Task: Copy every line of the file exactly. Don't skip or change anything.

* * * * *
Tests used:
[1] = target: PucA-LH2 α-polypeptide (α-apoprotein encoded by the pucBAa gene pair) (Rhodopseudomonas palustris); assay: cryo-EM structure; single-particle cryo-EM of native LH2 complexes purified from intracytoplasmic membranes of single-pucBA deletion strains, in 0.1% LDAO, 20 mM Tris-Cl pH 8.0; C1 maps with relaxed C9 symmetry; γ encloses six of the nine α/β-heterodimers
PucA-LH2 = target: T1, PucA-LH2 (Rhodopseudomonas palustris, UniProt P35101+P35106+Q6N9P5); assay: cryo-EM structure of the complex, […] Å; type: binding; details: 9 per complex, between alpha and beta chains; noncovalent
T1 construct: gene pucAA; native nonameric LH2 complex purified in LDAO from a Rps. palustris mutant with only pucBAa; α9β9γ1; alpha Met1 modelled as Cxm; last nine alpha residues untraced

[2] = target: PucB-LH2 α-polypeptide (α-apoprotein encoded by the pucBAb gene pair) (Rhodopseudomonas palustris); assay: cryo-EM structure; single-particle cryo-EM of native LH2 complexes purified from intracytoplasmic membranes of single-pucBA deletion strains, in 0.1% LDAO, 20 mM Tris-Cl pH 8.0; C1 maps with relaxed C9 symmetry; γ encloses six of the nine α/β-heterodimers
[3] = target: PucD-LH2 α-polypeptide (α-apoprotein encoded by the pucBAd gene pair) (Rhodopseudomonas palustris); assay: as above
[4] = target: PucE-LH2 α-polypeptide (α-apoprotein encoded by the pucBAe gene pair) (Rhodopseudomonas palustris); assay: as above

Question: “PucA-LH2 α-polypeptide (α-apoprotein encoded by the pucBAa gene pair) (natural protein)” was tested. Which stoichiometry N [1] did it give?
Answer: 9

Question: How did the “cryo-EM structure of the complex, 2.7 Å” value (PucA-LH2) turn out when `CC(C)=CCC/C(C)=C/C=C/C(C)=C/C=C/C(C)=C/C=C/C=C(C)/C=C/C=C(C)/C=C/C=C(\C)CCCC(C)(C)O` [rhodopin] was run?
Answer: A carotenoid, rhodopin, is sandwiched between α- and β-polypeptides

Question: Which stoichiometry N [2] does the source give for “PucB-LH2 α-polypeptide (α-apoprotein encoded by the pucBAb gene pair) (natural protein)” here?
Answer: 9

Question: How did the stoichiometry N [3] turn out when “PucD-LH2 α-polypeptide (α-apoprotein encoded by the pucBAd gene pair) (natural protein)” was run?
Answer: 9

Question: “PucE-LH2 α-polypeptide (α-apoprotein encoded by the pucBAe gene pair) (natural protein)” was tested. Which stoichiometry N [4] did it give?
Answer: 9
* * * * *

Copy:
Tests used:
[1] = target: PucA-LH2 α-polypeptide (α-apoprotein encoded by the pucBAa gene pair) (Rhodopseudomonas palustris); assay: cryo-EM structure; single-particle cryo-EM of native LH2 complexes purified from intracytoplasmic membranes of single-pucBA deletion strains, in 0.1% LDAO, 20 mM Tris-Cl pH 8.0; C1 maps with relaxed C9 symmetry; γ encloses six of the nine α/β-heterodimers
PucA-LH2 = target: T1, PucA-LH2 (Rhodopseudomonas palustris, UniProt P35101+P35106+Q6N9P5); assay: cryo-EM structure of the complex, […] Å; type: binding; details: 9 per complex, between alpha and beta chains; noncovalent
T1 construct: gene pucAA; native nonameric LH2 complex purified in LDAO from a Rps. palustris mutant with only pucBAa; α9β9γ1; alpha Met1 modelled as Cxm; last nine alpha residues untraced

[2] = target: PucB-LH2 α-polypeptide (α-apoprotein encoded by the pucBAb gene pair) (Rhodopseudomonas palustris); assay: cryo-EM structure; single-particle cryo-EM of native LH2 complexes purified from intracytoplasmic membranes of single-pucBA deletion strains, in 0.1% LDAO, 20 mM Tris-Cl pH 8.0; C1 maps with relaxed C9 symmetry; γ encloses six of the nine α/β-heterodimers
[3] = target: PucD-LH2 α-polypeptide (α-apoprotein encoded by the pucBAd gene pair) (Rhodopseudomonas palustris); assay: as above
[4] = target: PucE-LH2 α-polypeptide (α-apoprotein encoded by the pucBAe gene pair) (Rhodopseudomonas palustris); assay: as above

Question: “PucA-LH2 α-polypeptide (α-apoprotein encoded by the pucBAa gene pair) (natural protein)” was tested. Which stoichiometry N [1] did it give?
Answer: 9

Question: How did the “cryo-EM structure of the complex, 2.7 Å” value (PucA-LH2) turn out when `CC(C)=CCC/C(C)=C/C=C/C(C)=C/C=C/C(C)=C/C=C/C=C(C)/C=C/C=C(C)/C=C/C=C(\C)CCCC(C)(C)O` [rhodopin] was run?
Answer: A carotenoid, rhodopin, is sandwiched between α- and β-polypeptides

Question: Which stoichiometry N [2] does the source give for “PucB-LH2 α-polypeptide (α-apoprotein encoded by the pucBAb gene pair) (natural protein)” here?
Answer: 9

Question: How did the stoichiometry N [3] turn out when “PucD-LH2 α-polypeptide (α-apoprotein encoded by the pucBAd gene pair) (natural protein)” was run?
Answer: 9

Question: “PucE-LH2 α-polypeptide (α-apoprotein encoded by the pucBAe gene pair) (natural protein)” was tested. Which stoichiometry N [4] did it give?
Answer: 9